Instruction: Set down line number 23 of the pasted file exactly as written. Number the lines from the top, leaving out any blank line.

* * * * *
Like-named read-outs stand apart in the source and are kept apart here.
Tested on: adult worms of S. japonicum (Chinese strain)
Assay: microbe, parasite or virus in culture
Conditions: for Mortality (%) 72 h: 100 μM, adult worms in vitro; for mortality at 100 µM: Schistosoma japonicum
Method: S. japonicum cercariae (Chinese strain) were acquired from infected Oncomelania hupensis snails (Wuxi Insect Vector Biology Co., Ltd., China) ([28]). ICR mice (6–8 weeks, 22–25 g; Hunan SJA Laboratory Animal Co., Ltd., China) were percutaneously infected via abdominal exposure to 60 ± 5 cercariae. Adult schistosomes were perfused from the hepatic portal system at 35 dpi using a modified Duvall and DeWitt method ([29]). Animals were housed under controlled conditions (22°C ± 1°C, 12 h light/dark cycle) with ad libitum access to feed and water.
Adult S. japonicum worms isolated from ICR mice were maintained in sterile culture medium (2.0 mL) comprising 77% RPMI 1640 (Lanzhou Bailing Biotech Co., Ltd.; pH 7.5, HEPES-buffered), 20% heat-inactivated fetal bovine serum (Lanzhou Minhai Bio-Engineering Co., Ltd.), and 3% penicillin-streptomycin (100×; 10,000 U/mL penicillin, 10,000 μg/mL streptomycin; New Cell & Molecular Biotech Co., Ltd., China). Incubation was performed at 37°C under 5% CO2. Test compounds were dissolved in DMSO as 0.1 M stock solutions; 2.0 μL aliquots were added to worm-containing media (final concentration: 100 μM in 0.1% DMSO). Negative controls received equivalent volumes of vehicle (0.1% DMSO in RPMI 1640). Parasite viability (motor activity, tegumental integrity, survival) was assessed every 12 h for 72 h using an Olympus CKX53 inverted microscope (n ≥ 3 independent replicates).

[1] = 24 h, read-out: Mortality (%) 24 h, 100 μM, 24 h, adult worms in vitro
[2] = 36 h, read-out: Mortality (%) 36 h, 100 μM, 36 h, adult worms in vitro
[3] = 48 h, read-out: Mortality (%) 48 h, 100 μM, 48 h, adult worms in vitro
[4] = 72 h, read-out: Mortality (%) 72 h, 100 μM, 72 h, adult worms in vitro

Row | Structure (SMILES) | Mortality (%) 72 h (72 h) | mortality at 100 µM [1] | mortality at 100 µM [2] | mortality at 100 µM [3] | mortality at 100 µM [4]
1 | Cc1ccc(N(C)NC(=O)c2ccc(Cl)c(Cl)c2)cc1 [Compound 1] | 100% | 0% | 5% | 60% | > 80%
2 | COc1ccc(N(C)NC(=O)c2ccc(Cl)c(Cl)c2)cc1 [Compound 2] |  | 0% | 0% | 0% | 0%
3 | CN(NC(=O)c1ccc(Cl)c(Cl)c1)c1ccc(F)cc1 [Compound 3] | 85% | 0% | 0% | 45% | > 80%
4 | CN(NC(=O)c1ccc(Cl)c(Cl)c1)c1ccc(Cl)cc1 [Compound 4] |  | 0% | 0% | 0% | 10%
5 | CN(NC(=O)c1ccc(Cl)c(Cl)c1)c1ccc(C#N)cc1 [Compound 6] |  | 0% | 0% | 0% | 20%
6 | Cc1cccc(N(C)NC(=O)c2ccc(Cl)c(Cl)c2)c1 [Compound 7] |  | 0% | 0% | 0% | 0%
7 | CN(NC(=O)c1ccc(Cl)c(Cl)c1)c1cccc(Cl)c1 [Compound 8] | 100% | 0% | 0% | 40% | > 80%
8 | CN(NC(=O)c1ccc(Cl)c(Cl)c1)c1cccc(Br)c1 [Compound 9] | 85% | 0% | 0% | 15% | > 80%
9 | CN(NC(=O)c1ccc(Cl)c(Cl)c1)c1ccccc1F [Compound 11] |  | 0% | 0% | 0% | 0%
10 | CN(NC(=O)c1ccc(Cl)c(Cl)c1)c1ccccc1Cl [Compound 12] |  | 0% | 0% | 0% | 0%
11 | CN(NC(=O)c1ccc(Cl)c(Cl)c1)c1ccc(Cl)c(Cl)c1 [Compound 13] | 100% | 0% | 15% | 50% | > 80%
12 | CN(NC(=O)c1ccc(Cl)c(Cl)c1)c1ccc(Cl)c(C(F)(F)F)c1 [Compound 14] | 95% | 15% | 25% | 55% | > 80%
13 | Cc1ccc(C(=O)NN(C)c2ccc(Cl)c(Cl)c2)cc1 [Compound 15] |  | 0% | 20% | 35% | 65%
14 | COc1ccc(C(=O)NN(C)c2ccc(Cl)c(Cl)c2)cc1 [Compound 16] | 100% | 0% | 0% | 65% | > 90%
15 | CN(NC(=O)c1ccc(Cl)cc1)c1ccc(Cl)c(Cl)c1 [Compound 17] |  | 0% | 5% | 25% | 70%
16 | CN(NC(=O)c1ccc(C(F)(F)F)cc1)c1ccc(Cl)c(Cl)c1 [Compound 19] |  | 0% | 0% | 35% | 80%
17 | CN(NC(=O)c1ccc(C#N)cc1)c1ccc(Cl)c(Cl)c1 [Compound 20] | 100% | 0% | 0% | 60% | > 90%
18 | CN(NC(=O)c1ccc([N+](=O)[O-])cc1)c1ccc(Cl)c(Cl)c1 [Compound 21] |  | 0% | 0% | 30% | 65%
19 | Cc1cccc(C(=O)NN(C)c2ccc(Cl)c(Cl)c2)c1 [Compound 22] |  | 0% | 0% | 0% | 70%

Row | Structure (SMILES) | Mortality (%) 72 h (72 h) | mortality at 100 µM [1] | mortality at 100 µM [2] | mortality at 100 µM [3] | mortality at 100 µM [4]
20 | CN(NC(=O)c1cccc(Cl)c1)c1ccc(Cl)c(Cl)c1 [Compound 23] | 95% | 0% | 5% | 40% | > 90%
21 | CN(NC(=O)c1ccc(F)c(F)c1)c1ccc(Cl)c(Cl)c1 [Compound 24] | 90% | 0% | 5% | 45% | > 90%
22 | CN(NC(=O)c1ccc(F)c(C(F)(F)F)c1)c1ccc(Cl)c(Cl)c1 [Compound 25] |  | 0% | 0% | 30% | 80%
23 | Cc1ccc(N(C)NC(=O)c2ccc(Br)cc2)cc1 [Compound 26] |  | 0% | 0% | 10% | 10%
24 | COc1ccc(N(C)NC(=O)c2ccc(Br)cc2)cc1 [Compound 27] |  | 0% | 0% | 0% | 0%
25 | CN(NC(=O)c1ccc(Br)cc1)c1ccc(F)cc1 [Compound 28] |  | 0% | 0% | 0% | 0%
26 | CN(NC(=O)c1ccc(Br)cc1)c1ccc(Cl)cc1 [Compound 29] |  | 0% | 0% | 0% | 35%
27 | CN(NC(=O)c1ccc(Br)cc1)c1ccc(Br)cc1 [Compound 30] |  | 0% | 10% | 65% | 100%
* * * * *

12 | CN(NC(=O)c1ccc(Cl)c(Cl)c1)c1ccc(Cl)c(C(F)(F)F)c1 [Compound 14] | 95% | 15% | 25% | 55% | > 80%